As strategies to support children may vary based on the source or presentation of anxiety, a first step is clarifying the source/nature of the anxiety. In addition to history-taking, the Screen for Child Anxiety Related Emotional Disorders (SCARED) is a broad-band screening instrument that assesses for multiple sources of anxiety (e.g., panic, GAD, social anxiety, school avoidance). While there are differences in approaches based on the nature of the anxiety, an important component of treatment for most types of anxiety is exposure, or “facing your fears”. As avoidance (e.g., not attending school because school is feared; not turning in homework for fear of handing in something imperfect) reinforces anxiety, breaking the cycle of avoidance is essential. Here are some suggestions for intervention:

  • For anxiety related to social interactions/situations, encourage families to arrange play dates with select peers before school starts. This allows children to practice skills on a smaller scale prior to the resumption of school. Other strategies include encouraging the child to practice social interactions (i.e., with siblings, parents, or other family members).
  • Assess whether parents are accommodating or reinforcing the child’s anxiety. Parents may instinctually want to alleviate a child's acute distress by removing the fear or stressor. For example, parents may remove the child from school or attend to their somatic complaints in an effort to protect them. This may unintentionally lead to an increase in anxiety.
  • Coordinate with the child’s school. This may be required in the event of bullying or identification of learning difficulties requiring education supports. Similarly, some anxious children may benefit from behavioral plans in school. In cases where a child is avoiding school, developing a plan for gradual school re-entry may also be required.

Relevant BHIPP Newsletters:

1. School Refusal and Specific Interventions

2. Highlights Regarding the Medication Management of Pediatric Anxiety Disorders

3. Back to School Routines: Resources for Families

4. Back to School Tips and Resources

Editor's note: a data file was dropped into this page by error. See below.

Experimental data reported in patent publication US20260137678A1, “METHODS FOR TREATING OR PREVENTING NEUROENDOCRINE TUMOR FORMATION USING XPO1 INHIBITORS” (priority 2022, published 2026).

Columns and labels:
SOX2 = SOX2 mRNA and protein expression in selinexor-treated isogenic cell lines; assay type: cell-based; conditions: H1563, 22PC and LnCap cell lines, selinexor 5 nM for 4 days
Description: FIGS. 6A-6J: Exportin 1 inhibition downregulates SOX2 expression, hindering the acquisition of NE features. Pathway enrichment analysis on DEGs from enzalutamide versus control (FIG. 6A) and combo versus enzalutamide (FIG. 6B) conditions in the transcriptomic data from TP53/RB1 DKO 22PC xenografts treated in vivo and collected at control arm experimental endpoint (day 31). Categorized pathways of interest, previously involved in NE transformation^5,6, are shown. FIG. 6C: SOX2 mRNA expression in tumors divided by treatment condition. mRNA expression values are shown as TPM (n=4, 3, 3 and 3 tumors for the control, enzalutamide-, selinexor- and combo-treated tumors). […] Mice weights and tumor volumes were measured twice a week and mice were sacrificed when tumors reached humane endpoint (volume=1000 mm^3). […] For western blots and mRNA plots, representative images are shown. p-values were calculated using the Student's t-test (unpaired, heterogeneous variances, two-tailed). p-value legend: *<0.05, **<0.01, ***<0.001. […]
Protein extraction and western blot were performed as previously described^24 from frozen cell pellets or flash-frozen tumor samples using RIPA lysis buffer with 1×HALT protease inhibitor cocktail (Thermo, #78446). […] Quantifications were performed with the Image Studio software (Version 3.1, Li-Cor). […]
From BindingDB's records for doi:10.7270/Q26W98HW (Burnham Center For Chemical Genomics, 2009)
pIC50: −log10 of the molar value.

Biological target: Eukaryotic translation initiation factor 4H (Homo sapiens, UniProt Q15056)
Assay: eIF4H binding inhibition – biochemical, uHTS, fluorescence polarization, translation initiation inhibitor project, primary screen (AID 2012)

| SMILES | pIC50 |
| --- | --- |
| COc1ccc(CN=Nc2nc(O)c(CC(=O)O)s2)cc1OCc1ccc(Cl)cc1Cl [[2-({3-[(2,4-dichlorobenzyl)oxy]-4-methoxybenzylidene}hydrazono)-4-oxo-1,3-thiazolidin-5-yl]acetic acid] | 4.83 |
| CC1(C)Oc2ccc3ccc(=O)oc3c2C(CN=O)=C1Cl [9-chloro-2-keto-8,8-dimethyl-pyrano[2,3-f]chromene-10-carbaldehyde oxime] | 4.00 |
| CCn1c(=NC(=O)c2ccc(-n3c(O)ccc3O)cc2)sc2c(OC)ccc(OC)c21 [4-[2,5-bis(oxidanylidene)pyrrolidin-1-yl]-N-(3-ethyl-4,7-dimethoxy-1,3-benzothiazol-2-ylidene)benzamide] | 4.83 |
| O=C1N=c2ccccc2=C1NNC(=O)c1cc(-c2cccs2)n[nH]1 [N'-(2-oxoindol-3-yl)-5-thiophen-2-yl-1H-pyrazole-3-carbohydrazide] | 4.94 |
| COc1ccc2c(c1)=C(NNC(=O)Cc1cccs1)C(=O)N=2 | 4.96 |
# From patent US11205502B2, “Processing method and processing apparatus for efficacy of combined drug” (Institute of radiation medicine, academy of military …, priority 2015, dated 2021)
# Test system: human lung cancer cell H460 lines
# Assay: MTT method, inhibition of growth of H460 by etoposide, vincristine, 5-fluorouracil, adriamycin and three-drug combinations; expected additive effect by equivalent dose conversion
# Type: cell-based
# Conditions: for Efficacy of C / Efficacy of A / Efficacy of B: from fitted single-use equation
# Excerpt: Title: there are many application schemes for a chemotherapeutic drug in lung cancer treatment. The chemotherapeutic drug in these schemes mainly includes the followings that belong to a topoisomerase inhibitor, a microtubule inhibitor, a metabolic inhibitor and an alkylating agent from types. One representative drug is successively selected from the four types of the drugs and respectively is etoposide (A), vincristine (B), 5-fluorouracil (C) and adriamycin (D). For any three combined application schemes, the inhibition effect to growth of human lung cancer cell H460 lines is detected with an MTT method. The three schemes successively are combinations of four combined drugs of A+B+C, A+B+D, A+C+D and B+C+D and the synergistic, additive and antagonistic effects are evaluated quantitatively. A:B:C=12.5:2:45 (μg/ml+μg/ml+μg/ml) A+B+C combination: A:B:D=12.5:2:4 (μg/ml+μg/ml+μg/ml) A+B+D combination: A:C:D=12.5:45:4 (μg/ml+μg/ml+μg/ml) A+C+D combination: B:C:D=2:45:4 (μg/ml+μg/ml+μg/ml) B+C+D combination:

5. Bullying

6. Educational Services: Know Your Rights and Resources

7. Goodbye Summer, Hello School (Refusal)

Related Resources:

1. Child Mind Institute resources on Back to School Anxiety, How Does Anxiety Affect Kids in School, and Treating Anxiety in Kids by Working With Parents.

2. The Anxiety and Depression Association of America (ADAA) offers information for parents about accommodations for their children in the classroom.

3. The American Academy of Pediatrics has tips for parents regarding school avoidance and links to related content (e.g., signs of bullying)

4. This article offers 5 Tips to Ease Back to School Anxiety

As always, if you have questions about the behavioral health needs of your patients, we encourage you to call the BHIPP consultation line at 

855-MD-BHIPP (632-4477), open 9am-5pm Monday-Friday, for resource/referral networking or consultation support.

We will keep you informed about all our services and training events through our website ( and monthly e-newsletters. Additionally, BHIPP is on LinkedIn, Twitter, and Facebook. We invite you to follow us there to stay up-to-date on upcoming training events, pediatric mental health research, and resources for providers, families and children.


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BHIPP is supported by funding from the Maryland Department of Health, Behavioral Health Administration and operates as a collaboration between the University of Maryland School of Medicine, the Johns Hopkins University School of Medicine, Salisbury University and Morgan State University.